Friday, April 05, 2013

Nurse fired for reporting Abuse

Nurse Annie O'Malley says she was fired from the MetroHealth Prentiss Center nursing home for reporting what she believed to be abuse inside the facility.
"I don't think Tina or the Prentiss Center wants to have any more bad publicity," OMalley said.
Tina Szatala is the nursing home's chief administrator. O'Malley was referring to her and the series of reports that Investigator Tom Meyer aired in June 2011 regarding the abuse of Esther Piskor, 78, a resident suffering from Alzheimers.
O'Malley says she contacted the state about an incident in September of last year regarding a 90-year-old resident who was alone in her room, screaming and crying for help. The resident needed assistance to go to the bathroom.
O'Malley says when nurses' aides didn't respond, the resident decided to climb out of bed and into a wheelchair.
"The bed was in the high position. 4 rails up. This woman crawled out of bed, which she could have killed herself, getting out of bed," said O'Malley

by Bernard Hamill
Nursing Home Abuse

Sunday, March 31, 2013

Need for Nursing Home reform

On the lawn of the state Health Department, flanked by the daughters of a 96-year-old woman who was physically abused by two Oklahoma City nursing home aides last year, Wes Bledsoe said the department should amp up its inspections and investigations process immediately.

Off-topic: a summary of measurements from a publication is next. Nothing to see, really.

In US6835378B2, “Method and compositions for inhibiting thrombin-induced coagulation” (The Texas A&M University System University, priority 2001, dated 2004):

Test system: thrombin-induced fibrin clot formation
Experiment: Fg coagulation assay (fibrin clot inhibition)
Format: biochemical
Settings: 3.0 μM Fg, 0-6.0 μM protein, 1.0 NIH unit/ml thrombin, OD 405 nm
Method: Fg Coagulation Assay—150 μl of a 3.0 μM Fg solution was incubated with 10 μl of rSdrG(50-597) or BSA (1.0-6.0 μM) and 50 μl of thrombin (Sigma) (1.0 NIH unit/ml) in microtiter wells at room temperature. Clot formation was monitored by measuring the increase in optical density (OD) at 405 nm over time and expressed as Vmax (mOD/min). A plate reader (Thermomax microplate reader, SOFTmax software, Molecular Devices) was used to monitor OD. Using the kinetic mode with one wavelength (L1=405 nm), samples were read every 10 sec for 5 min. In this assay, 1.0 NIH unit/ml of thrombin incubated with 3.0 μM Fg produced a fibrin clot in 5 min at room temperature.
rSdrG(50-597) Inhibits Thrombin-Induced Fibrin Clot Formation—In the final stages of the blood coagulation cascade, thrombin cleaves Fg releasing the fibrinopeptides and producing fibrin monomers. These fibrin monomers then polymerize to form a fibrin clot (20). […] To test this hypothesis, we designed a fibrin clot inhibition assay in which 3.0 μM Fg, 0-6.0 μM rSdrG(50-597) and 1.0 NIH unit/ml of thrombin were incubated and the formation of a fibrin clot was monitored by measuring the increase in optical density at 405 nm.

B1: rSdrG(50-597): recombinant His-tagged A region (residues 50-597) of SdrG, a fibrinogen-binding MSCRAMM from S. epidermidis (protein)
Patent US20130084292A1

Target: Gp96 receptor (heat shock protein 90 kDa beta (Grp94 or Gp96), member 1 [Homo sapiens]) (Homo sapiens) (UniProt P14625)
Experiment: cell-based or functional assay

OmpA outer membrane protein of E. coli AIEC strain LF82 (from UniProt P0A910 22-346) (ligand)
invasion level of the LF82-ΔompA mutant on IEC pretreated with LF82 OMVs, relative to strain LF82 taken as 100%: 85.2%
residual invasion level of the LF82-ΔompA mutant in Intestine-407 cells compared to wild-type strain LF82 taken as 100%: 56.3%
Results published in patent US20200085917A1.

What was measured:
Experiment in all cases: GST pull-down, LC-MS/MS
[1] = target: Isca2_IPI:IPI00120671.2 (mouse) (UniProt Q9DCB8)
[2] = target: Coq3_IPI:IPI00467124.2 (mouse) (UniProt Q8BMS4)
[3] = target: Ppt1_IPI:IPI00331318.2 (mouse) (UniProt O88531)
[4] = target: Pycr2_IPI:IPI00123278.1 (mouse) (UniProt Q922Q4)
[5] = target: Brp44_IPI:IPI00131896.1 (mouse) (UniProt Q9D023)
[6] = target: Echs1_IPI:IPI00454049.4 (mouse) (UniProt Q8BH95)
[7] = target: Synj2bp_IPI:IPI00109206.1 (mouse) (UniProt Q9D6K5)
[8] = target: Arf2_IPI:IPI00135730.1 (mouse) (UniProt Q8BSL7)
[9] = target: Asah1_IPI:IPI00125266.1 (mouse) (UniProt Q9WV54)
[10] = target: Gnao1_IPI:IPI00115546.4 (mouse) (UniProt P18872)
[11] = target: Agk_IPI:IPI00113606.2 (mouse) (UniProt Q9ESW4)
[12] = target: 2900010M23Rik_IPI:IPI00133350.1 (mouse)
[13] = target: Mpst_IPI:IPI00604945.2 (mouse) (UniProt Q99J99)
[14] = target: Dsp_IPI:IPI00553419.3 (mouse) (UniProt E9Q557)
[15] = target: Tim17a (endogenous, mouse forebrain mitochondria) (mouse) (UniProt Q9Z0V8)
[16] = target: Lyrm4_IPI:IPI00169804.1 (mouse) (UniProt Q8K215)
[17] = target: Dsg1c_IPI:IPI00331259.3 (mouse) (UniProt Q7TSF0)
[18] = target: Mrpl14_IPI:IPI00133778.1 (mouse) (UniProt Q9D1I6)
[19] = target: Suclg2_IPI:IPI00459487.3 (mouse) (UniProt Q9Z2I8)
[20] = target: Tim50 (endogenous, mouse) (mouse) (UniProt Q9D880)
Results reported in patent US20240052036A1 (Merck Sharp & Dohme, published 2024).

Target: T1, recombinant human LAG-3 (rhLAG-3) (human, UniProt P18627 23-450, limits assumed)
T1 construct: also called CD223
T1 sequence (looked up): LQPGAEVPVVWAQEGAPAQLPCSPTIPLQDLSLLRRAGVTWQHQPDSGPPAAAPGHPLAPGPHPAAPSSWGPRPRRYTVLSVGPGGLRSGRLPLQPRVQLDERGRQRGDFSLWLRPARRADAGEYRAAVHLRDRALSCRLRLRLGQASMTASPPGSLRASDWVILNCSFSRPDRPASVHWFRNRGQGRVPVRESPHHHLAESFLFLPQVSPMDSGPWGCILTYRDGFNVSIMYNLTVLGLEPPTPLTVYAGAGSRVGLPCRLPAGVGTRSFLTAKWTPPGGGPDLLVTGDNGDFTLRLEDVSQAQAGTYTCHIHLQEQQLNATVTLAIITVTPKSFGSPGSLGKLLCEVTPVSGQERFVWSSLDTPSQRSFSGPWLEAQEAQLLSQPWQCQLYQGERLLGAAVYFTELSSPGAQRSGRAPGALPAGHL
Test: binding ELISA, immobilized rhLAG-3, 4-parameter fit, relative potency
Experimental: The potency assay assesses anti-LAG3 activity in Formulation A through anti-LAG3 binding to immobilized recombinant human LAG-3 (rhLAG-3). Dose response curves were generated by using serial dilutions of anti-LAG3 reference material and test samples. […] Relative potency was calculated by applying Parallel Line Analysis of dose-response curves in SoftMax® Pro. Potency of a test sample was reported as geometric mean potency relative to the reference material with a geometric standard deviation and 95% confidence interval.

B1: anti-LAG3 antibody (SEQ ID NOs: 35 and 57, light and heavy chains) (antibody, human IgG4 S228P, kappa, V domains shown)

Eryetha Mayberry sat in a wheelchair and suffered from dementia when two nurses aides at Quail Creek Nursing Home and Rehabilitation Center were arrested on abuse complaints last April.
Mayberry's daughters set up a hidden video camera after they noticed some of their mom's personal items missing. But instead of catching a thief, the tape revealed two women pushing the women's mother and gagging her with gloved hands.
One of the women, Lucy Gakunga, 24, is now serving a prison sentence at Mabel Bassett Correctional Center in McLoud. Her co-defendant, Caroline Kaseke, 29, has not been convicted and remains at large.
Bledsoe said it is unconscionable that the state Health Department is not investigating the nursing home and said it reflects the department's attitude about this type of abuse.
He said the department cited only six of the state's 300-plus nursing homes for failing to protect residents from abuse in the past 31/2 years, despite 57 such citations in the 31/2 years before that.
“That, to me, is scandalous,” Bledsoe said.

The state investigated more than 1,240 complaints at nursing homes last year alone, and cited 1,000 of them for deficiencies, Huser said.
Twenty citations have been issued against nursing homes since May 2009 for failure to protect residents from abuse.

by Bernard Hamill
Nursing Home Abuse